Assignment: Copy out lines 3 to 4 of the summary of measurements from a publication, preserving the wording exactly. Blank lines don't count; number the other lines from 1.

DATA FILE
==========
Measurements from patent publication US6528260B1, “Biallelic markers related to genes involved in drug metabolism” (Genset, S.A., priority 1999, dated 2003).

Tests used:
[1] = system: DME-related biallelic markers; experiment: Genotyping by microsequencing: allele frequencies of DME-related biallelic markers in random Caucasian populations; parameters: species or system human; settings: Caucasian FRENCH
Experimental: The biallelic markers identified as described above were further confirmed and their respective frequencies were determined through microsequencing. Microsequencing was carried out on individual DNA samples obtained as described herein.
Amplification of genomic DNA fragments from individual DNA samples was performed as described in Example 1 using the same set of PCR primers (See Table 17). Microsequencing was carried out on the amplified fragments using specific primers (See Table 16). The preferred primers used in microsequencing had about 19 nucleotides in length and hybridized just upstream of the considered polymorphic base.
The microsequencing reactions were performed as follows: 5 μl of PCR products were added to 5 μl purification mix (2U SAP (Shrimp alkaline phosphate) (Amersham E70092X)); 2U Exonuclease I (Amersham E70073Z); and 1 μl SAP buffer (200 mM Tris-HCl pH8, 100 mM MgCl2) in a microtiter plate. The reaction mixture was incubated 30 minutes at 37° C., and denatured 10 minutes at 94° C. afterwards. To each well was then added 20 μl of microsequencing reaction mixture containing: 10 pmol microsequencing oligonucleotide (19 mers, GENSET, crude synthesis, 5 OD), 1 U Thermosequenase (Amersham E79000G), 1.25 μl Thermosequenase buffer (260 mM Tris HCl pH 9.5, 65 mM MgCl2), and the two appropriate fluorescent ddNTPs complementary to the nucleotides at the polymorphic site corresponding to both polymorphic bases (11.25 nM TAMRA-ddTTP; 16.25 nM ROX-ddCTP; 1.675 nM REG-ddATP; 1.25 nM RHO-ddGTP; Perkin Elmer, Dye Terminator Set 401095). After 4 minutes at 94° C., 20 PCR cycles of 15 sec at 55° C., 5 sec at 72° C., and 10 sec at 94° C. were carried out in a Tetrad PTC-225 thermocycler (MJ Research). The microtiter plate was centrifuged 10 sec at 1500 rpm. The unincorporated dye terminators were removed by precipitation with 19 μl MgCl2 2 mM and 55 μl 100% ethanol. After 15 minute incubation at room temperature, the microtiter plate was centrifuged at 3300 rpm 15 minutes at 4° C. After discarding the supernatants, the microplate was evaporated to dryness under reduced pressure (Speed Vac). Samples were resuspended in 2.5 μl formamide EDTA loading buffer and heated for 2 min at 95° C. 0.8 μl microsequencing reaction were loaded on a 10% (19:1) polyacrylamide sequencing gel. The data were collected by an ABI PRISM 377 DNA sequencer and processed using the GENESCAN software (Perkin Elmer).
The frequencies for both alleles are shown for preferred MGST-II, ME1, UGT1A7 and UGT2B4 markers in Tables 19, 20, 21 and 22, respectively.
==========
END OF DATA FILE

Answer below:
[1] = system: DME-related biallelic markers; experiment: Genotyping by microsequencing: allele frequencies of DME-related biallelic markers in random Caucasian populations; parameters: species or system human; settings: Caucasian FRENCH
Experimental: The biallelic markers identified as described above were further confirmed and their respective frequencies were determined through microsequencing. Microsequencing was carried out on individual DNA samples obtained as described herein.